In conclusion, we showed in the present study that measurements of neuroretinal rim area using CSLO compare well with measurements of RNFL thickness using SLP-VCC. In addition, measurements with these two distinct techniques relate moderately well with RGC function assessed using standard automated perimetry. We think that the curvilinearity of the relationship between function and structure is mainly due to the standard decibel scale in SAP. This scale will probably lead to underestimating early glaucomatous damage by SAP. SLP-VCC and CSLO may better reflect this early damage. In more advanced glaucoma, the standard decibel scale in SAP is likely to overestimate progressive damage. Again, structural assessment with these imaging techniques may then better reflect any truly progressive damage. 
The implications of the present findings for clinical glaucoma management, as well as the limitations of the imaging devices, need to be further explored. Furthermore, comparisons between functional measurements with psychophysical tests other than SAP and structural measurements with CSLO and SLP-VCC may be of interest to further explore the relationship between function and structure. 
 
Figure 1.
 
SAP test pattern (left), CSLO topography map (middle), and SLP-VCC retardation map (right) for a right eye. Visual field test points, CSLO measurements of rim area, and peripapillary SLP-VCC measurements were grouped in corresponding sectors, which were grayscaled and named after the position of the sectors in the CSLO and SLP-VCC images relative to the optic disc.
Figure 1.
 
SAP test pattern (left), CSLO topography map (middle), and SLP-VCC retardation map (right) for a right eye. Visual field test points, CSLO measurements of rim area, and peripapillary SLP-VCC measurements were grouped in corresponding sectors, which were grayscaled and named after the position of the sectors in the CSLO and SLP-VCC images relative to the optic disc.
Figure 2.
 
Scatterplots of DLS, expressed in the standard decibel scale, against CSLO measurements (left panels) and against SLP-VCC measurements (right panels) for global data and 6 individual sectors. • Healthy eyes tested with the FT paradigm; ○ healthy eyes tested with the SITA paradigm; ▪ glaucomatous eyes tested with the FT paradigm; □ glaucomatous eyes tested with the SITA paradigm.
Figure 2.
 
Scatterplots of DLS, expressed in the standard decibel scale, against CSLO measurements (left panels) and against SLP-VCC measurements (right panels) for global data and 6 individual sectors. • Healthy eyes tested with the FT paradigm; ○ healthy eyes tested with the SITA paradigm; ▪ glaucomatous eyes tested with the FT paradigm; □ glaucomatous eyes tested with the SITA paradigm.
Table 1.
 
Association between SAP DLS and CSLO or SLP-VCC*
Table 1.
 
Association between SAP DLS and CSLO or SLP-VCC*
Sector SAP–CSLO SAP–SLP-VCC
r S P r S P
Global 0.70 <0.001 0.65 <0.001
ST 0.75 <0.001 0.77 <0.001
SN 0.56 <0.001 0.66 <0.001
N 0.44 <0.001 0.42 <0.001
IN 0.64 <0.001 0.51 <0.001
IT 0.67 <0.001 0.57 <0.001
T 0.50 <0.001 0.03 0.78
Table 2.
 
Association between SAP Abnormal Number of Points in the Total Deviation Probability Plot and CSLO or SLP-VCC*
Table 2.
 
Association between SAP Abnormal Number of Points in the Total Deviation Probability Plot and CSLO or SLP-VCC*
Sector SAP–CSLO SAP–SLP-VCC
r S P r S P
Global 0.74 <0.001 0.72 <0.001
ST 0.71 <0.001 0.76 <0.001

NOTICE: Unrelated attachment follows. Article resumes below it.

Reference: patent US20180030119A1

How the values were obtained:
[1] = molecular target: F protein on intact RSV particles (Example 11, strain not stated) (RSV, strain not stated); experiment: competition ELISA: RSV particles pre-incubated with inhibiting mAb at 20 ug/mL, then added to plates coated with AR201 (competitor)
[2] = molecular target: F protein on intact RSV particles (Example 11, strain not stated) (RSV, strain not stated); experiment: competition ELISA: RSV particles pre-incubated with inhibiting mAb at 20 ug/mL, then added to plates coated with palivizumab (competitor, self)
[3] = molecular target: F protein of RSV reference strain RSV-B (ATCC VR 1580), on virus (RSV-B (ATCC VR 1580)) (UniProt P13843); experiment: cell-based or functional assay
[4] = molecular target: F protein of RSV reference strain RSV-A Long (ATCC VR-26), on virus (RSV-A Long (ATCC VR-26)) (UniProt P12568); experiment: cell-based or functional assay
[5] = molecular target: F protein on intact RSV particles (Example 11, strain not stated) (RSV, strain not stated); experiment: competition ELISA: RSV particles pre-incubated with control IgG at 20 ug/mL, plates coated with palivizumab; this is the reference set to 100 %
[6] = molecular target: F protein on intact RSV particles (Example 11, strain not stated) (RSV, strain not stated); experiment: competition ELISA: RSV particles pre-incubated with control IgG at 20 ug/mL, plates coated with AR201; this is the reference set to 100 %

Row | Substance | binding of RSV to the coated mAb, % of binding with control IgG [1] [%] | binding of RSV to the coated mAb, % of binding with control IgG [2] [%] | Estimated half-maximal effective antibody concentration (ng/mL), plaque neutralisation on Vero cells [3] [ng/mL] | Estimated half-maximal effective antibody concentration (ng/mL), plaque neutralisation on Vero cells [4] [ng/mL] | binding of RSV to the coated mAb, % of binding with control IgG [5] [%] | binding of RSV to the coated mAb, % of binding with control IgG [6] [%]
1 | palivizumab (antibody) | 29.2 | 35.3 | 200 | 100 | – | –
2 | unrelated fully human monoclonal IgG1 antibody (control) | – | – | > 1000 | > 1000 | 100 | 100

SN 0.53 <0.001 0.56 <0.001
N 0.42 <0.001 0.46 <0.001
IN 0.59 <0.001 0.54 <0.001
IT 0.68 <0.001 0.60 <0.001
T 0.56 <0.001 0.05 0.59
Table 3.
 
Linear and Logarithmic Regression Analysis between DLS (dB) and CSLO Measurements*
Table 3.
 
Linear and Logarithmic Regression Analysis between DLS (dB) and CSLO Measurements*
Sector Healthy Subjects (SITA and FT) and Glaucoma Patients (FT) Healthy Subjects (FT) and Glaucoma Patients (FT) Glaucoma Patients (FT)
Linear Regression (R 2) Logarithmic Regression (R 2) P Linear Regression (R 2) Logarithmic Regression (R 2) P Linear Regression (R 2) Logarithmic Regression (R 2) P
Global 0.42 0.51 0.002 0.36 0.43 0.016 0.28 0.36 0.10
ST 0.48 0.59 <0.001 0.45 0.55 0.001 0.41 0.48 0.003
SN 0.26 0.29 0.12 0.21 0.21 0.53 0.19 0.19 0.56
N 0.16 0.16 0.52 0.12 0.14 0.38 0.08 0.08 0.81
IN 0.36 0.41 0.019 0.29 0.32 0.091 0.22 0.27 0.18
IT 0.31 0.35 0.018 0.27 0.31 0.060 0.17 0.18 0.60
T 0.18 0.29 0.061 0.16 0.27 0.14 0.16 0.27 0.11
Table 4.
 
Linear and Logarithmic Regression Analysis between DLS (dB) and SLP-VCC Measurements*
Table 4.
 
Linear and Logarithmic Regression Analysis between DLS (dB) and SLP-VCC Measurements*
Sector Healthy Subjects (SITA and FT) and Glaucoma Patients (FT) Healthy Subjects (FT) and Glaucoma Patients (FT) Glaucoma Patients (FT)
Linear Regression (R 2) Logarithmic Regression (R 2) P Linear Regression (R 2) Logarithmic Regression (R 2) P Linear Regression (R 2) Logarithmic Regression (R 2) P
Global 0.43 0.47 0.006 0.35 0.38 0.082 0.27 0.32 0.049
ST 0.50 0.57 <0.001 0.44 0.49 <0.001 0.43 0.47 0.001
SN 0.37 0.44 <0.001 0.28 0.34 0.002 0.28 0.34 0.007
N 0.15 0.18 0.31 0.17 0.19 0.20 0.11 0.11 0.67
IN 0.30 0.35 0.031 0.27 0.30 0.060 0.22 0.25 0.36
IT 0.22 0.23 0.18 0.16 0.16 0.94 0.07 0.08 0.55
T 0.01 0.03 0.82 0.00 0.00 0.26 0.02 0.04 0.18
Table 5.
 
Linear Regression Analysis of Relationship between Measurements of Neuroretinal Rim Area with CSLO and Measurements of RNFL Thickness with SLP-VCC
Table 5.
 
Linear Regression Analysis of Relationship between Measurements of Neuroretinal Rim Area with CSLO and Measurements of RNFL Thickness with SLP-VCC
Sector R 2 Slope (mm2/μm) P
Global 0.40 2.71 · 10−2 <0.001
ST 0.46 2.50 · 10−3 <0.001
SN 0.34 2.09 · 10−3 <0.001
N 0.28 5.86 · 10−3 <0.001
IN 0.25 2.01 · 10−3 <0.001
IT 0.38 2.94 · 10−3 <0.001
T 0.04 2.05 · 10−3 0.041
Figure 3.